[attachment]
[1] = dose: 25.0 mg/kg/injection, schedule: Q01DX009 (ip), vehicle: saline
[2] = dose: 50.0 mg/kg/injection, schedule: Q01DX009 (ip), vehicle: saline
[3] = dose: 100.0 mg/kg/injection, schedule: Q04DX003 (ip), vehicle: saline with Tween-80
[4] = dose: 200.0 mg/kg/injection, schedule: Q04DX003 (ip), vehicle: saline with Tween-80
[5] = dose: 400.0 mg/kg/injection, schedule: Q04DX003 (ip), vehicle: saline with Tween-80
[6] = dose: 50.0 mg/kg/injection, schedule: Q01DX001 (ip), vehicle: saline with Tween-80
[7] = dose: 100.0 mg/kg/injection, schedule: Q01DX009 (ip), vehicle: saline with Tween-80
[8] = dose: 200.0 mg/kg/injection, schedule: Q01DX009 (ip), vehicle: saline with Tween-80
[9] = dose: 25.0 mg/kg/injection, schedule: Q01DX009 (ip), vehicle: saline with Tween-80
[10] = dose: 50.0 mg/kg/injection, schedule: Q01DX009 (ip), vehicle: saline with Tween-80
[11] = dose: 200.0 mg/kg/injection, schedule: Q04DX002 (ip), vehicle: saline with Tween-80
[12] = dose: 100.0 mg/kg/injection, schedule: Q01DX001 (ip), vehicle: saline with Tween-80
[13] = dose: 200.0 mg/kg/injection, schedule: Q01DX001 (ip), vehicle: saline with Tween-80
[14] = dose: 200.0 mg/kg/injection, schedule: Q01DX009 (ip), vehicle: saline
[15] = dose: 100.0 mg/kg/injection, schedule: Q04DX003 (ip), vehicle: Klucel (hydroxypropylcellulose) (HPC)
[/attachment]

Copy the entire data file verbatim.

[1] = dose: 25.0 mg/kg/injection, schedule: Q01DX009 (ip), vehicle: saline
[2] = dose: 50.0 mg/kg/injection, schedule: Q01DX009 (ip), vehicle: saline
[3] = dose: 100.0 mg/kg/injection, schedule: Q04DX003 (ip), vehicle: saline with Tween-80
[4] = dose: 200.0 mg/kg/injection, schedule: Q04DX003 (ip), vehicle: saline with Tween-80
[5] = dose: 400.0 mg/kg/injection, schedule: Q04DX003 (ip), vehicle: saline with Tween-80
[6] = dose: 50.0 mg/kg/injection, schedule: Q01DX001 (ip), vehicle: saline with Tween-80
[7] = dose: 100.0 mg/kg/injection, schedule: Q01DX009 (ip), vehicle: saline with Tween-80
[8] = dose: 200.0 mg/kg/injection, schedule: Q01DX009 (ip), vehicle: saline with Tween-80
[9] = dose: 25.0 mg/kg/injection, schedule: Q01DX009 (ip), vehicle: saline with Tween-80
[10] = dose: 50.0 mg/kg/injection, schedule: Q01DX009 (ip), vehicle: saline with Tween-80
[11] = dose: 200.0 mg/kg/injection, schedule: Q04DX002 (ip), vehicle: saline with Tween-80
[12] = dose: 100.0 mg/kg/injection, schedule: Q01DX001 (ip), vehicle: saline with Tween-80
[13] = dose: 200.0 mg/kg/injection, schedule: Q01DX001 (ip), vehicle: saline with Tween-80
[14] = dose: 200.0 mg/kg/injection, schedule: Q01DX009 (ip), vehicle: saline
[15] = dose: 100.0 mg/kg/injection, schedule: Q04DX003 (ip), vehicle: Klucel (hydroxypropylcellulose) (HPC)